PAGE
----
By George Mitrovich On Sunday, June 24, Jeremy W. Peters of The New York Times, wrote 1,891 words on how 90 percent of Republican voters embrace Donald Trump; not just embrace him but are furious because media abuses their president, misrepresents their president, is unfair to their president, and lies about their president—never mind that “their president” has told more than 4,000 untruths since assuming the Oval Office. The glaring error in Mr. Peters article was his shocking failure to mention that Republicans are only 24 percent of registered voters (according to the poll I favor), so why give that minority such major play in the world’s greatest newspaper? Not only 1,891 words of coverage, but The Times ran color photos of three Trumpians, Gina Anders, Daniel Arnold, and Jeff Butts. Think of the irony. The Times giving that kind of expansive coverage to three people and others who hate The New York Times, who despise its Jewish publisher and his family, its editors and reporters, who loathe those Ivy League elites—which all Trumpians equate with “fake news.” If The Times’ editors believe by lavishing such coverage on Trump’s supporters will mute their criticism, The Times’ editors err. This element of our population cannot be won over by facts or logic, their minds are made up—and cannot be unmade. None of this should surprise us, this “element” of our citizenry, has always been with us. They were there while the American Revolution was taking place, loyalist to George III; they were there during the Civil War, align with the South in defense of slavery; they were there supporting William Jennings Bryan when he argued against evolution; they were there with Charles Lindbergh and American First, supporting Hitler and the Nazis; they were there backing President Franklin D. Roosevelt and the Supreme Court in the imprisonment of Americans of Japanese ancestry during WWII; they were there supporting Senator Joe McCarthy and his destructive campaign to expose alleged “communists” in the State Department; they were there supporting Presidents Johnson and Nixon, who told them it was “unAmerican” to oppose the Vietnam War; and they are here now for Donald Trump. Whether the Trumpian element is more enraged is difficult to quantify, because before these other moments and movements in our history, there was no social media, no 24/7 news, no Rush Limbaugh, no Fox News, all of which has dramatically changed the politics of our time—and brought shame on America. When Mr. Peters wrote his article, not only did he ignore actual party registration and its verities, but his article is absent any reference whether these Trumpians are “Evangelicals.” Because if they are and he failed to ask the question, then he committed a second glaring error. Why? Because those media describe as “Evangelicals” are in fact, Fundamentalist. Which means, they believe in a literal Bible—the theological term is “Verbal Inspiration”—that every word of every verse of every chapter of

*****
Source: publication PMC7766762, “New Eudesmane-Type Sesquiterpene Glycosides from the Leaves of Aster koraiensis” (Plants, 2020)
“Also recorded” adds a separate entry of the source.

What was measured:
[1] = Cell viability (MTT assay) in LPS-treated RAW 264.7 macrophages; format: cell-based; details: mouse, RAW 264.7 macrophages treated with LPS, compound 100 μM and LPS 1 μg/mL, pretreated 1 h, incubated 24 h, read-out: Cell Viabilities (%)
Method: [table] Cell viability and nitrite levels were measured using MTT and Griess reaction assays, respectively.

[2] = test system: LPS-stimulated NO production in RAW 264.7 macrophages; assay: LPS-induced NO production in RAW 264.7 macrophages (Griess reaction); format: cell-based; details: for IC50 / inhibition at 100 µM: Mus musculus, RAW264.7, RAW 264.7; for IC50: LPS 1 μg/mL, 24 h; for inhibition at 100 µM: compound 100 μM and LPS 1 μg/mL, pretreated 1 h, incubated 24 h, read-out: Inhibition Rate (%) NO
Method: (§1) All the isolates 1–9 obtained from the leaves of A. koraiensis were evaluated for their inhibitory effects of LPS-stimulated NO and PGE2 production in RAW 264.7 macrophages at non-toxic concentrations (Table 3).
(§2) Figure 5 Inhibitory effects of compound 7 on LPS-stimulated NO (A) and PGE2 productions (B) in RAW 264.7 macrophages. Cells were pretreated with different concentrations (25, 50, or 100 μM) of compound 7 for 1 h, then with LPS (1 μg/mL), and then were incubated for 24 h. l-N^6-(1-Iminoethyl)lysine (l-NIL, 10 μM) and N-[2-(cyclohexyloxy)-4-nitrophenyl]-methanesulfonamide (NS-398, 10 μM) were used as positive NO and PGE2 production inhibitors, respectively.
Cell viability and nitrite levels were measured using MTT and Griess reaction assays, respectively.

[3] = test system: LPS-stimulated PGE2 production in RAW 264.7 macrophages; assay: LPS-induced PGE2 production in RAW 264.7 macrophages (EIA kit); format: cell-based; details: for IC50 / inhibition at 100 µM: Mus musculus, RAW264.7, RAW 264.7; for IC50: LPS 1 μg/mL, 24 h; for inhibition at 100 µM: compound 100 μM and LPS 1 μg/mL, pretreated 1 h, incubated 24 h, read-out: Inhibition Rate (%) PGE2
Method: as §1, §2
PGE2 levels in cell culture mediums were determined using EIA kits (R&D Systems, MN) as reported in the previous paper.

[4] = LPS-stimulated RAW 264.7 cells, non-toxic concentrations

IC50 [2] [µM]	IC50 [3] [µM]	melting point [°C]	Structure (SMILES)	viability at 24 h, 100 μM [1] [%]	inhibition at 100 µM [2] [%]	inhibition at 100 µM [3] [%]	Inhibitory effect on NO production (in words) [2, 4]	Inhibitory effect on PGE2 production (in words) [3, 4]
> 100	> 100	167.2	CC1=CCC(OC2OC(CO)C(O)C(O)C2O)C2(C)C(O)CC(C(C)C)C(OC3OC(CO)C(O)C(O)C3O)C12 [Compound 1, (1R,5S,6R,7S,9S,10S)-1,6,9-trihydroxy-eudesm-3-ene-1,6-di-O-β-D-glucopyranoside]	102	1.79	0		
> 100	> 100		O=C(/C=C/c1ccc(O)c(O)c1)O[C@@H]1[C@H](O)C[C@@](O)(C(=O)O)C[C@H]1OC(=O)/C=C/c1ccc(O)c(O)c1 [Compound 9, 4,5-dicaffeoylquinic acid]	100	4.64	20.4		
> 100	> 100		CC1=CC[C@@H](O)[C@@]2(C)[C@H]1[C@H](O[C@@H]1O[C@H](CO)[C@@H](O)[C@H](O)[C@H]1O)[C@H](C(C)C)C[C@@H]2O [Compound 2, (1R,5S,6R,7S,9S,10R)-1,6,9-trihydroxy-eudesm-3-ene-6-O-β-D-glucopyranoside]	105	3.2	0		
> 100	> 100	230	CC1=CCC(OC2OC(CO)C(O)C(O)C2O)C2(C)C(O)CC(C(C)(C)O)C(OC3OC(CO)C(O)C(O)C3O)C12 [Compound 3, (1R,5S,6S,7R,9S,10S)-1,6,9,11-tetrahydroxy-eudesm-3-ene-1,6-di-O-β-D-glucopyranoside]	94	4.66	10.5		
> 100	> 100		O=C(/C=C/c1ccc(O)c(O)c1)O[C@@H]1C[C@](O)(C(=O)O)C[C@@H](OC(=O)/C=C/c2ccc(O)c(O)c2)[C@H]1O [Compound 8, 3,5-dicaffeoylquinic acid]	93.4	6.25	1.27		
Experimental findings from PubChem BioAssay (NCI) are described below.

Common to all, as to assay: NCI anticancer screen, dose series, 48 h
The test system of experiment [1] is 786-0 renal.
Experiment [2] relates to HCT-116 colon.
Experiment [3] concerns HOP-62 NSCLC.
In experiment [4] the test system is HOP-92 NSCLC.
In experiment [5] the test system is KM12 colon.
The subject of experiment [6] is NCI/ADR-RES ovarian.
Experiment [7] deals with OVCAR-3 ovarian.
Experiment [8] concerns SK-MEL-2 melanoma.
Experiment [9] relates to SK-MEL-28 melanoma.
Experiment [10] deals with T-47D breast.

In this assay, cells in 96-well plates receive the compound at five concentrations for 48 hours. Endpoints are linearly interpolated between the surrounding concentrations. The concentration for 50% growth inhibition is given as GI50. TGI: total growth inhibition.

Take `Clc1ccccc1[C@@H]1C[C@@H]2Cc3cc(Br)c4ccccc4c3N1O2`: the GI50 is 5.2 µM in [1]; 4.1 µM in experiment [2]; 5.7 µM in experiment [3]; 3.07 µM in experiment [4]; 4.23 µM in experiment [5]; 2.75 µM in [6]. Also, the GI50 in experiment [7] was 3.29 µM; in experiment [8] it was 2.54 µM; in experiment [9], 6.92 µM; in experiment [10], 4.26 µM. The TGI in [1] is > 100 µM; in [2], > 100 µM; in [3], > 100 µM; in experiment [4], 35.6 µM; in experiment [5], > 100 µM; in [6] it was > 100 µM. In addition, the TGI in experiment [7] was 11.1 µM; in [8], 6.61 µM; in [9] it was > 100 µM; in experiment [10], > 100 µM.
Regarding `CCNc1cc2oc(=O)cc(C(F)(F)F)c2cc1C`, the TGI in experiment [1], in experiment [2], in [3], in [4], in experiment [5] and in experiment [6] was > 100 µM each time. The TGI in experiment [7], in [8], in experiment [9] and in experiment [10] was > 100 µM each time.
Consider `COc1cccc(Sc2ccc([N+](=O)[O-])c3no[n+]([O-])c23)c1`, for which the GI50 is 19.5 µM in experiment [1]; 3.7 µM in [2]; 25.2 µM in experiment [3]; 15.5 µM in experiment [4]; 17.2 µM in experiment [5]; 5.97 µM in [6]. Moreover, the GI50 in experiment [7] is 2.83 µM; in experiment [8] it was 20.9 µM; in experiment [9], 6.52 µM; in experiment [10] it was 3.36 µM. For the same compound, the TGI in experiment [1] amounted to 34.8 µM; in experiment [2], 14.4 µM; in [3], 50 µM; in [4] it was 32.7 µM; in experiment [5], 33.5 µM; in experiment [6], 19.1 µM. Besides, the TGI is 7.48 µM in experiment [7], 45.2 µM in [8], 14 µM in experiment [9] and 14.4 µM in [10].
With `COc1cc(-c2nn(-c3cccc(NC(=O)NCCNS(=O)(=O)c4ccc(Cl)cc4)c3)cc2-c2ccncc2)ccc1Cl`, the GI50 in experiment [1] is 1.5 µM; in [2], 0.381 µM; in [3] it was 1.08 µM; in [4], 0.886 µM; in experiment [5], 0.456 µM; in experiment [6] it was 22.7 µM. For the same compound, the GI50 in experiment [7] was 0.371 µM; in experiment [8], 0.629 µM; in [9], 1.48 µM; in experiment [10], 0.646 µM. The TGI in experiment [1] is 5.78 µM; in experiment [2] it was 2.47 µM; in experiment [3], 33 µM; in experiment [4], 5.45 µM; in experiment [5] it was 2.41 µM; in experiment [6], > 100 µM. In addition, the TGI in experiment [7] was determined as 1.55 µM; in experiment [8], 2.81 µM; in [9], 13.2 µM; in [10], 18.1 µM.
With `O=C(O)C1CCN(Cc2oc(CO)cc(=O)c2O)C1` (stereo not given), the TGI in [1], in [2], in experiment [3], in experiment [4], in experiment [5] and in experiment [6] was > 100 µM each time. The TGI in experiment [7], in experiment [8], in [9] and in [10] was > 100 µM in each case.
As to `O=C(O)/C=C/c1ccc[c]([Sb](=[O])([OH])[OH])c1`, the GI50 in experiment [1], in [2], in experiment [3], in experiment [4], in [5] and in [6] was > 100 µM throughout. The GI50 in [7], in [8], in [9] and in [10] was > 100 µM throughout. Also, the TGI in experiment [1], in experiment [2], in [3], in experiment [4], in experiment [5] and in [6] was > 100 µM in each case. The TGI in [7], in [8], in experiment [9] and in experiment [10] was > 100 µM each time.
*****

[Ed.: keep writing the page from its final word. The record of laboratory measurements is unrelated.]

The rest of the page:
It’s Official!

Local News

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Mine Eyes Have Seen George Mitrovich